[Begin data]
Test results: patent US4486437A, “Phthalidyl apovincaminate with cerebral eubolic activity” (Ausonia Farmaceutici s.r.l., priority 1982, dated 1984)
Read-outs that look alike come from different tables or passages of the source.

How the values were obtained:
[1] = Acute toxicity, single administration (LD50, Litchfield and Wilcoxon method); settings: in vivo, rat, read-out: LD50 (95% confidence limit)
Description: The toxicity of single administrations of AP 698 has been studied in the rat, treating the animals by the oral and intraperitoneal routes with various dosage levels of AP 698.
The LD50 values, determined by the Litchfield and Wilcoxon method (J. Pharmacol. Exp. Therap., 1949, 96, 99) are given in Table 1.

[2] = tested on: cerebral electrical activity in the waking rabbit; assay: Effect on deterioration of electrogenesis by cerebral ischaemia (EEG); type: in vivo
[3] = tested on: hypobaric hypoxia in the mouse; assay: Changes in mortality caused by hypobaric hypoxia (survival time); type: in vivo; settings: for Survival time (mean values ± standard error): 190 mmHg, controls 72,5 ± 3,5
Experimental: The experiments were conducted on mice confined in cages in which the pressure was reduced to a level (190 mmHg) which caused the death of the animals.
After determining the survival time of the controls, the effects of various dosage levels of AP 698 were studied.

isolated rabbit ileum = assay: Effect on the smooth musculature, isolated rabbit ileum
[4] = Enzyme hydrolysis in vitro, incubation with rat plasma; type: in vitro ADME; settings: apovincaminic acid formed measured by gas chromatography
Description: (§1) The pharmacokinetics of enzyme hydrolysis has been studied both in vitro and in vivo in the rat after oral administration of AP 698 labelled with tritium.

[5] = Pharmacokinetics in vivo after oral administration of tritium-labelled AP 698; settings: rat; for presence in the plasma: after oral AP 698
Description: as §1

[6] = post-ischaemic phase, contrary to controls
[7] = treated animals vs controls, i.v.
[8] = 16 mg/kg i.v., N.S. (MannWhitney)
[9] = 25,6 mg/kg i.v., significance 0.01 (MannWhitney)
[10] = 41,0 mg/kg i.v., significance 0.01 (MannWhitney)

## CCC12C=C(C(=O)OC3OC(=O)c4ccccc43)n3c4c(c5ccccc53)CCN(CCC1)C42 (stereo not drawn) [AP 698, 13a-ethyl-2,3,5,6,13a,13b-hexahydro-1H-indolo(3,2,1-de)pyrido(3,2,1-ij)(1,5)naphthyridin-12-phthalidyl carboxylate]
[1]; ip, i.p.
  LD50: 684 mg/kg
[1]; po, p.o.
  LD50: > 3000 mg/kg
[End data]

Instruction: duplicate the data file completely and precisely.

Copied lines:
Test results: patent US4486437A, “Phthalidyl apovincaminate with cerebral eubolic activity” (Ausonia Farmaceutici s.r.l., priority 1982, dated 1984)
Read-outs that look alike come from different tables or passages of the source.

How the values were obtained:
[1] = Acute toxicity, single administration (LD50, Litchfield and Wilcoxon method); settings: in vivo, rat, read-out: LD50 (95% confidence limit)
Description: The toxicity of single administrations of AP 698 has been studied in the rat, treating the animals by the oral and intraperitoneal routes with various dosage levels of AP 698.
The LD50 values, determined by the Litchfield and Wilcoxon method (J. Pharmacol. Exp. Therap., 1949, 96, 99) are given in Table 1.

[2] = tested on: cerebral electrical activity in the waking rabbit; assay: Effect on deterioration of electrogenesis by cerebral ischaemia (EEG); type: in vivo
[3] = tested on: hypobaric hypoxia in the mouse; assay: Changes in mortality caused by hypobaric hypoxia (survival time); type: in vivo; settings: for Survival time (mean values ± standard error): 190 mmHg, controls 72,5 ± 3,5
Experimental: The experiments were conducted on mice confined in cages in which the pressure was reduced to a level (190 mmHg) which caused the death of the animals.
After determining the survival time of the controls, the effects of various dosage levels of AP 698 were studied.

isolated rabbit ileum = assay: Effect on the smooth musculature, isolated rabbit ileum
[4] = Enzyme hydrolysis in vitro, incubation with rat plasma; type: in vitro ADME; settings: apovincaminic acid formed measured by gas chromatography
Description: (§1) The pharmacokinetics of enzyme hydrolysis has been studied both in vitro and in vivo in the rat after oral administration of AP 698 labelled with tritium.

[5] = Pharmacokinetics in vivo after oral administration of tritium-labelled AP 698; settings: rat; for presence in the plasma: after oral AP 698
Description: as §1

[6] = post-ischaemic phase, contrary to controls
[7] = treated animals vs controls, i.v.
[8] = 16 mg/kg i.v., N.S. (MannWhitney)
[9] = 25,6 mg/kg i.v., significance 0.01 (MannWhitney)
[10] = 41,0 mg/kg i.v., significance 0.01 (MannWhitney)

## CCC12C=C(C(=O)OC3OC(=O)c4ccccc43)n3c4c(c5ccccc53)CCN(CCC1)C42 (stereo not drawn) [AP 698, 13a-ethyl-2,3,5,6,13a,13b-hexahydro-1H-indolo(3,2,1-de)pyrido(3,2,1-ij)(1,5)naphthyridin-12-phthalidyl carboxylate]
[1]; ip, i.p.
  LD50: 684 mg/kg
[1]; po, p.o.
  LD50: > 3000 mg/kg